Women are choosing to risk their health rather than feel uncomfortable for two minutes in the nurses chair.
New research released this week from Jo’s Cervical Cancer Trust has shown that so many young women are choosing to skip their cervical smear because they’re embarrassed by their own vagina’s.
Over 2,000 took part in the survey and the results reflected just how serious an affect the porn industry has had on women’s self esteem: designer vagina’s are now normality – or so women seem to believe.
34% admitted they missed their smear tests because of the appearance of their vulva.
31% of participants explained they wouldn’t attend the intimate appointment if they didn’t feel ‘respectable’ – aka, if they didn’t have a clean bikini line.
The most common reason however was concerns about the way their vagina’s smelt, with a massive 38% skipping because of odour.
Smears save lives. A two minute medical examination can save a lifetime.
In the UK, smear tests are available to all women from the age of 25 – women are expected to have the screening every three years.
However, middle-aged women do not share these same fears, Andrea Heaton, 54, was shocked to hear these statistics.
“Nobody looks forward to going to a smear, that doesn’t matter whatever age you are. But, as you get older you do become more aware of how important it is to be responsible for your own health.
“Unfortunately, you also know people who have suffered from Cancer and even if they make a full recovery their journey back to health is not easy.
“So, everyone has to responsible for their own health, what’s two minutes of discomfort and embarrassment in the grand scheme of things?”
She also feels that the new age of ‘designer vagina’s’ is a generational phenomenon, not something that her or her peers would be concerned about.
“Just wait until you have a baby! All feelings of a self-conscious nature go out the window! There’s never anything to be ashamed or embarrassed of, nurses especially have seen it all!”
Detecting cervical cancer early is vital to treatment and the cancer predominantly affects women aged between 25 and 29, a fact that is a surprise to most people. Though the screenings are optional officials have warned that women should be urged to attend more actively.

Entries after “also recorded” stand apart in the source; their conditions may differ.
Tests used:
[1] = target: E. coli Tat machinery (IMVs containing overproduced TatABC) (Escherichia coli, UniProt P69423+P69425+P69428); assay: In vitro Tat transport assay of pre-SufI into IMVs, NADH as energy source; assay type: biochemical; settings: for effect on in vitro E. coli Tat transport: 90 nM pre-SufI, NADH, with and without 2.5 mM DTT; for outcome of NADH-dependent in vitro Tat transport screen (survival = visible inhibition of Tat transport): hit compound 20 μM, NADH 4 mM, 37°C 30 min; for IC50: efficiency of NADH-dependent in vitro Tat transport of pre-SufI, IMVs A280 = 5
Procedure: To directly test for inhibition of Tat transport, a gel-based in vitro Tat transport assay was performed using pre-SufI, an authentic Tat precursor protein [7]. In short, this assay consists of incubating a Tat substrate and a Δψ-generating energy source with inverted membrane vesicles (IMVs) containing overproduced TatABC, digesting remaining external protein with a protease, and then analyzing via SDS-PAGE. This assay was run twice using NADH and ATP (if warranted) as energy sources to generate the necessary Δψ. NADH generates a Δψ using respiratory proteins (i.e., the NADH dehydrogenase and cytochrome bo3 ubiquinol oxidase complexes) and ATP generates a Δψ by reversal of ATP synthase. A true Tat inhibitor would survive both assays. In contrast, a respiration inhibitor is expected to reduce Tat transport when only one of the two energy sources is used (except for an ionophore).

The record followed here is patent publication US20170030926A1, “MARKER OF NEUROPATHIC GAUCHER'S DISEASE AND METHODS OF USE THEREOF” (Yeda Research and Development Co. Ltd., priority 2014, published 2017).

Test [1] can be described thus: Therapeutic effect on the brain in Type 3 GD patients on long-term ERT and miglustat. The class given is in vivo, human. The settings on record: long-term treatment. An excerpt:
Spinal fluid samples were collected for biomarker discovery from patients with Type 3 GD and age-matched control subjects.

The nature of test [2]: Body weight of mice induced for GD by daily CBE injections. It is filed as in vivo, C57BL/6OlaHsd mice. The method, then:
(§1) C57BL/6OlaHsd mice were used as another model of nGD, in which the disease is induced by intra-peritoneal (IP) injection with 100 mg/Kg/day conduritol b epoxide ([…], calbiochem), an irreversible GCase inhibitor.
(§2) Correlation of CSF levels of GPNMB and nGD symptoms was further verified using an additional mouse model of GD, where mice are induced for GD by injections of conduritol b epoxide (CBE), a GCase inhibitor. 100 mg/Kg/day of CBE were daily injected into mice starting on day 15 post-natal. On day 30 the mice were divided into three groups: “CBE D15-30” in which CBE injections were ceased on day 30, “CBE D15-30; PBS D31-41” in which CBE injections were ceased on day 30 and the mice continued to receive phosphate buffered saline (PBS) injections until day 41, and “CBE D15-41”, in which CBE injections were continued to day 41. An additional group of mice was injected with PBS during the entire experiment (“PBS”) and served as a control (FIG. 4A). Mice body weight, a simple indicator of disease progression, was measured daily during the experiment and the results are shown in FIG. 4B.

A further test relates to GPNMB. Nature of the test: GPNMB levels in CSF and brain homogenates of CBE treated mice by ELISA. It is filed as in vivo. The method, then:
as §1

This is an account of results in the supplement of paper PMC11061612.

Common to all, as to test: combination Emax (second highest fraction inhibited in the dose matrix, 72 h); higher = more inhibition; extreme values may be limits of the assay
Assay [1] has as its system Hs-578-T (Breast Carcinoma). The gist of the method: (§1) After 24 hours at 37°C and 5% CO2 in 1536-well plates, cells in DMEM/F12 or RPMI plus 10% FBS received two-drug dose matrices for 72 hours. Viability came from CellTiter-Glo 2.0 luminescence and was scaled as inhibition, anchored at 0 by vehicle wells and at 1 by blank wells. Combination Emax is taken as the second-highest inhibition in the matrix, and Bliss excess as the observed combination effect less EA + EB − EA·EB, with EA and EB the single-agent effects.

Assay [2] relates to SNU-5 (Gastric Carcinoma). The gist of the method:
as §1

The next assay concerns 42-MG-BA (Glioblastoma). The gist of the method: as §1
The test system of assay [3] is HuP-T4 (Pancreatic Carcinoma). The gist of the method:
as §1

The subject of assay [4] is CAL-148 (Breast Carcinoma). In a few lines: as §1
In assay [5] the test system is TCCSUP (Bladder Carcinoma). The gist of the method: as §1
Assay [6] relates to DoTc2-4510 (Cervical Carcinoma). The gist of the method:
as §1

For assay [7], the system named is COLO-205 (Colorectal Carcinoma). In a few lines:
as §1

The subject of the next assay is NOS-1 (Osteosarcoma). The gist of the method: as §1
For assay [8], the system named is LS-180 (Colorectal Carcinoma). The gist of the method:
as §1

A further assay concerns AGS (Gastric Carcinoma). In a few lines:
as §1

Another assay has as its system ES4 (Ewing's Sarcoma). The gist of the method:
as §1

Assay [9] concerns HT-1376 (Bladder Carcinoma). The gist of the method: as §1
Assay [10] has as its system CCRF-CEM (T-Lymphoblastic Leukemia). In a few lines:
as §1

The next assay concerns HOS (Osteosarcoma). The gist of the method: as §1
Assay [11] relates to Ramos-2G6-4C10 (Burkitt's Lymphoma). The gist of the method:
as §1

The charity said cervical cancer is the most common cancer in women under 35, yet almost two-thirds of those surveyed weren’t aware they’re most at risk.
A total of 220,000 British women are diagnosed with cervical abnormalities each year.
Robert Music, Chief Executive of Jo’s Cervical Cancer Trust last year told Cosmopolitan UK: “The cervical screening programme saves 5,000 lives every year in the UK and provides the best protection against cervical cancer.
“The test protects against 75% of cervical cancers so I would encourage all women to attend when invited to reduce their risk of this potentially life-threatening disease.”
Findings show that ages 25-29, those most likely to be diagnosed, are most likely to skip their smear tests – 1 in 3 (from this age group) do not attend. Women not in this age bracket are also likely to skip the appointment, 1 in 4 fail to attend. Elephant’s Voice took the Smear-Ya-Later debate to the streets to find out why both young and old are scared of smears.
The official survey found that three main factors can be attributed to why young women are embarrassed to attend smear tests: body shape (35%), the appearance of their vulva (34%) and concerns over smell (38%).
A whopping third of women said they wouldn’t go if they hadn’t waxed or shaved their bikini area.